Wajma Mohseni
Yuliya Parshina

Stacking Stories

By using the symbolic act of stacking stones as an interface, we navigate through layers of stories told by individuals who have been displaced by war - and the objects they hold dear.


Collective Narrative,Spatial Media

“If you had to suddenly flee your home, what would you take?”

We all have objects we hold dear. They evoke powerful memories and connections with a time past, a person or a place. We are interested in what objects people choose to take when escaping from life-threatening situations.

Inspired by the personal experiences of Wajma’s family, we collected stories of the extraordinary journeys made by people escaping war and persecution. By focusing the conversation around one meaningful object, we explore the complex issues of conflict, displacement, memory, culture, value, family and the essence of home.

It can be difficult to relate to distant stories of war because they feel impersonal, far away and disconnected from our reality. The intimate nature of personal objects helps us empathize with issues that otherwise feel unfamiliar and remote.

By using the symbolic act of stacking stones as an interface, we will navigate through layers of stories we collected.

The experience will begin when a stone is placed on a table surface, triggering the appearance of a projected piece of the story. As more stones are placed on top, new parts of the story unfold. The object is revealed as the last step.

We came across a few projects that document stories of meaningful objects owned by displaced individuals and communities. Most of them are in a traditional museum exhibit format and use very little technology. Most of them have limited online presence.

A powerful source of inspiration comes from a UNHCR project by photographer Brian Sokol, who documented refugees with their most prized possessions: http://petapixel.com/2013/03/21/portraits-of-refugees-posing-with-their-most-valued-possessions/

We hope to create a similarly moving experience that goes beyond one man's creative vision and allows the refugees to speak for themselves. We want to mix this with technology and the simple act of building (or stacking) organic material which guides users through a story, revealed in layers. From what we have researched, most projects either target displaced people, or if they aim for a wider audience, the use of technology has been limited and/or storytelling narrative has been disconnected. We are therefore very excited to explore this new space.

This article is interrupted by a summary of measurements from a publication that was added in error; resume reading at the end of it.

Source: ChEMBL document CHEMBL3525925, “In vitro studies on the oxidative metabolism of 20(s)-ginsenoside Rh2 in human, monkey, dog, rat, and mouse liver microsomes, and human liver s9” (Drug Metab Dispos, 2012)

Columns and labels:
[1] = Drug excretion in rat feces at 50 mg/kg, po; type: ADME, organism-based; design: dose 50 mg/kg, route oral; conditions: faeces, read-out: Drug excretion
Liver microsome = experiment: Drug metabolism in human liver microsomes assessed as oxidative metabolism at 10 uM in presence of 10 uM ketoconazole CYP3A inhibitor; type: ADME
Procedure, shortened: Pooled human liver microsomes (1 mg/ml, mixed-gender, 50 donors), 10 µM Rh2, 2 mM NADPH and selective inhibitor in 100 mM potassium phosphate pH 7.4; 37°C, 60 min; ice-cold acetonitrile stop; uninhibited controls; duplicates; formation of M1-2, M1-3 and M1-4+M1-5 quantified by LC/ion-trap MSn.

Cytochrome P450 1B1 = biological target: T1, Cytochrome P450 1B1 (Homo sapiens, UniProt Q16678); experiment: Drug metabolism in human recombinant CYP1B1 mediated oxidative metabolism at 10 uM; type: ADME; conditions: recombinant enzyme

We want our project to generate awareness, empathy and involvement by individuals who are not personally connected with war, persecution or displaced communities. The objects will act as a connecting point and the stories will be told powerfully and succinctly to an audience not familiar with war and displacement.

User Scenario
A newcomer chooses from several small stones. As they place one stone on the table, a line of text appears next to it (accompanied by tasteful visual effects). When subsequent stones are placed on top of the original, new lines (and subtle animations) appear, replacing the old. The last stone reveals an image of the object described. The act of stacking stones is both fun and easy, and allows the audience to engage with the story in a physical way.

To investigate another story, visitors can choose a new set of stones.

The experience supports multiple users (up to 2 or 3 at a time due to space constraints)

Upon leaving, visitors can take a postcard of their favorite story, which prompts them to explore other stories in our online collection.

The table surface is a semi-translucent piece of plastic on a simple support, with a projector hidden beneath. A webcam is suspended from either a ceiling/wall mount (or a tall mike-stand).

The stones are of the smooth, decorative variety, about an inch or two in diameter. The TUIO patterns are painted on both sides through a transfer process (paint is applied to a paper print and carefully pressed onto the flat surface).

Before deciding on using stones, we tested out two other installation ideas (one involving a Kinect/laser projector and another with a webcam/TSPS setup). Though we loved the concepts behind all three ideas, the reacTIVision/TUIO approach proved to be the most stable and reliable. Furthermore, we believe in this project enough to pursue it beyond school. The Spring Show will be the perfect forum to display and test interactivity and audience response to a project close to our hearts.